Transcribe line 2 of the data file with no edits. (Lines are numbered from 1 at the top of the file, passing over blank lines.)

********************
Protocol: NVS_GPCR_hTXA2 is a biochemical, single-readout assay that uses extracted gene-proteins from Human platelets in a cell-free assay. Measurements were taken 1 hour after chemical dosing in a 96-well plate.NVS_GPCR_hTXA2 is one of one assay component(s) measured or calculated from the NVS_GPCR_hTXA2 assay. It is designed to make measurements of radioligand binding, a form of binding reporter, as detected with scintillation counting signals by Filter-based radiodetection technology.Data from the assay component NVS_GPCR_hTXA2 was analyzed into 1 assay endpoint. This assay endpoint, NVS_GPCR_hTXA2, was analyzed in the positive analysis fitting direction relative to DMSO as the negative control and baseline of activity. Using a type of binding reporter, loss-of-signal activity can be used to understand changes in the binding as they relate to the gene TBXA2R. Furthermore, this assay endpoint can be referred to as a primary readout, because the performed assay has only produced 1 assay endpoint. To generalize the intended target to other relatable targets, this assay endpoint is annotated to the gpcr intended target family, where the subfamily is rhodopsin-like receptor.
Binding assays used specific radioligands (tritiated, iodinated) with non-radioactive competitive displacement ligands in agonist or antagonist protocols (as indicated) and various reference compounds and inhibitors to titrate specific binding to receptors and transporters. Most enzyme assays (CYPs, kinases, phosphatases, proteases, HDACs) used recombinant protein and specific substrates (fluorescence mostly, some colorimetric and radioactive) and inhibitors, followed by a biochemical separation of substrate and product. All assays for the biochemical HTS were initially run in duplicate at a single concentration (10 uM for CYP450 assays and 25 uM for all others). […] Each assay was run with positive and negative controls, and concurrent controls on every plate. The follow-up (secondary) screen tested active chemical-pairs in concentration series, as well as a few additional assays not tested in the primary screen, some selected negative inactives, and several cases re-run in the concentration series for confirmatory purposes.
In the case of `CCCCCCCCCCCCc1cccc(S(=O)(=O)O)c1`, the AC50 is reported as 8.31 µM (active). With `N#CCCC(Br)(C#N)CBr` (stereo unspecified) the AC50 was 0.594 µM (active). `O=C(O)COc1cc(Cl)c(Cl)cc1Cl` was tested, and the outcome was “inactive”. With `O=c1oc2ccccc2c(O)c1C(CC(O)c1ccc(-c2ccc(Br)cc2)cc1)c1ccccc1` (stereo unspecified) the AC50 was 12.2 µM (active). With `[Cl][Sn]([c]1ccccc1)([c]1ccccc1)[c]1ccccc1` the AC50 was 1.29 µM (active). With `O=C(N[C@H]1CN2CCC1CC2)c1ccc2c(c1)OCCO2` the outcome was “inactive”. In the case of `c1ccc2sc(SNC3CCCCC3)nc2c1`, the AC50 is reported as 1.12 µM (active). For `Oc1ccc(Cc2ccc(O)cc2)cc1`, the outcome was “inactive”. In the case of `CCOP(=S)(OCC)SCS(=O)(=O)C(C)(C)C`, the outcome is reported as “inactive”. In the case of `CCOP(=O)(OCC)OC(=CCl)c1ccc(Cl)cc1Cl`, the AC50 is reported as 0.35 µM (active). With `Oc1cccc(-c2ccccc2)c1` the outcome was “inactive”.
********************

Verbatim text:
Binding assays used specific radioligands (tritiated, iodinated) with non-radioactive competitive displacement ligands in agonist or antagonist protocols (as indicated) and various reference compounds and inhibitors to titrate specific binding to receptors and transporters. Most enzyme assays (CYPs, kinases, phosphatases, proteases, HDACs) used recombinant protein and specific substrates (fluorescence mostly, some colorimetric and radioactive) and inhibitors, followed by a biochemical separation of substrate and product. All assays for the biochemical HTS were initially run in duplicate at a single concentration (10 uM for CYP450 assays and 25 uM for all others). […] Each assay was run with positive and negative controls, and concurrent controls on every plate. The follow-up (secondary) screen tested active chemical-pairs in concentration series, as well as a few additional assays not tested in the primary screen, some selected negative inactives, and several cases re-run in the concentration series for confirmatory purposes.